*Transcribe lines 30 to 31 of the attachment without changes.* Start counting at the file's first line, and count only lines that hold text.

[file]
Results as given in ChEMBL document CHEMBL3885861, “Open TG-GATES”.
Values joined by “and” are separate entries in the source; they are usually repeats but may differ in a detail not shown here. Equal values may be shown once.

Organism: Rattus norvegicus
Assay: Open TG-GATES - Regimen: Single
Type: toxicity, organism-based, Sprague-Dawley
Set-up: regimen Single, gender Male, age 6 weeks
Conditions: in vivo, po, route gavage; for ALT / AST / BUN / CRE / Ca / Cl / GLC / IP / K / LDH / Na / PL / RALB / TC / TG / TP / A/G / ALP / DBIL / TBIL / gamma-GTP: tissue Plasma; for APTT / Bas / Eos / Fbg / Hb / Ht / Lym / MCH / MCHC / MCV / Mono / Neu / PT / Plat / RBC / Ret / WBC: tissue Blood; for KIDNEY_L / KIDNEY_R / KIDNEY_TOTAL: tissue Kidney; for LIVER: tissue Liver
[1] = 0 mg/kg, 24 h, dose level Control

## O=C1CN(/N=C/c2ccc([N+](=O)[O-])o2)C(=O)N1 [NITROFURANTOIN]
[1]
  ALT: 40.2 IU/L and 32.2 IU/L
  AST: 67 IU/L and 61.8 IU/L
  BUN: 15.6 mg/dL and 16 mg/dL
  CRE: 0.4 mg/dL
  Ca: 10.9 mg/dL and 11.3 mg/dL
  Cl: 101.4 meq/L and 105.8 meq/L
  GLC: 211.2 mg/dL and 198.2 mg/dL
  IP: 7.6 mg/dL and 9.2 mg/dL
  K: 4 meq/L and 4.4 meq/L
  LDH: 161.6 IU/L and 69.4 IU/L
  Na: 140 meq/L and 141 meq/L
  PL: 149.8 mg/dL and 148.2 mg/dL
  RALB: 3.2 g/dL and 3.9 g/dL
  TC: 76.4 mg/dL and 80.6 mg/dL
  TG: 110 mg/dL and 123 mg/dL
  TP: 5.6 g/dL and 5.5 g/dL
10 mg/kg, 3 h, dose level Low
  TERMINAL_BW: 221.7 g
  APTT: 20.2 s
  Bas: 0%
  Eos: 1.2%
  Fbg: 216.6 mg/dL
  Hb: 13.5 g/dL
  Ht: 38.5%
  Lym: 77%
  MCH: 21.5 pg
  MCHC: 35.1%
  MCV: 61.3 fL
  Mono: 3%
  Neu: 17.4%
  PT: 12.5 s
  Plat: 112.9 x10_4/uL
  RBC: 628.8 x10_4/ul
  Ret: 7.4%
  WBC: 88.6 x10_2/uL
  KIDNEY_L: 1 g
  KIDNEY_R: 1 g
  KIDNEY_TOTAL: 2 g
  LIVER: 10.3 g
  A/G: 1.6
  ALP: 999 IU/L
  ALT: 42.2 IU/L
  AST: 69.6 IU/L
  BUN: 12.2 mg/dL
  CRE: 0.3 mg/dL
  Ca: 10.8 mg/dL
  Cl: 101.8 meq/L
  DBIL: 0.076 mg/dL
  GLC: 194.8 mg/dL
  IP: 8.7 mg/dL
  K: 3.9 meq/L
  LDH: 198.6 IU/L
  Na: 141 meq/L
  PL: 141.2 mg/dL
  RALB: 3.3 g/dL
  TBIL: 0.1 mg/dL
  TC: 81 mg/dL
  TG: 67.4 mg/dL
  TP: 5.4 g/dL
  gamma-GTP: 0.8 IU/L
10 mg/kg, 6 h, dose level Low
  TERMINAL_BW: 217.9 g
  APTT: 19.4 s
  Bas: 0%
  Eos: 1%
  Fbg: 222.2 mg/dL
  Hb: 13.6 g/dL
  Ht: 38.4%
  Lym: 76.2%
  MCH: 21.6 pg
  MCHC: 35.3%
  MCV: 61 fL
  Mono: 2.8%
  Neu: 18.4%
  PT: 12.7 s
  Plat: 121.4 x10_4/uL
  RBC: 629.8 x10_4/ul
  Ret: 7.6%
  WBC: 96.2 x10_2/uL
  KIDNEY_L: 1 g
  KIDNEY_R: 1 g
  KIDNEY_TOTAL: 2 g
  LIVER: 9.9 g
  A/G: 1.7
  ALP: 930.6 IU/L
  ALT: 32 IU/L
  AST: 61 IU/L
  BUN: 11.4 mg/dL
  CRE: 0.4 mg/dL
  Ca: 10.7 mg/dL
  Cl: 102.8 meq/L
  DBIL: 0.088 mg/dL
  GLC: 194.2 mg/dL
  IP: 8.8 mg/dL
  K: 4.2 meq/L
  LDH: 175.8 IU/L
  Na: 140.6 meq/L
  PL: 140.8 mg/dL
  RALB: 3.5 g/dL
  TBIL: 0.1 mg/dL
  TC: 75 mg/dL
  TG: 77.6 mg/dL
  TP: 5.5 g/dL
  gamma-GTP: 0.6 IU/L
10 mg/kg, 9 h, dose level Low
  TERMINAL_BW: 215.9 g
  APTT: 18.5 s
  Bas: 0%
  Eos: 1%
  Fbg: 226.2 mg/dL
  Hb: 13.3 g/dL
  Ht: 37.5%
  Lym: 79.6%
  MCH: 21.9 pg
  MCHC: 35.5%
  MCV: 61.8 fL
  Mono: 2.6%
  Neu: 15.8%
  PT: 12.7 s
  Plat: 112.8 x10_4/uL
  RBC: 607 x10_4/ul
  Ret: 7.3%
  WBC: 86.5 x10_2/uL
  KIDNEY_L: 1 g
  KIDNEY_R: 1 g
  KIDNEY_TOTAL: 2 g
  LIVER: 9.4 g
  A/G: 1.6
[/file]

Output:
  Bas: 0%
  Eos: 1.2%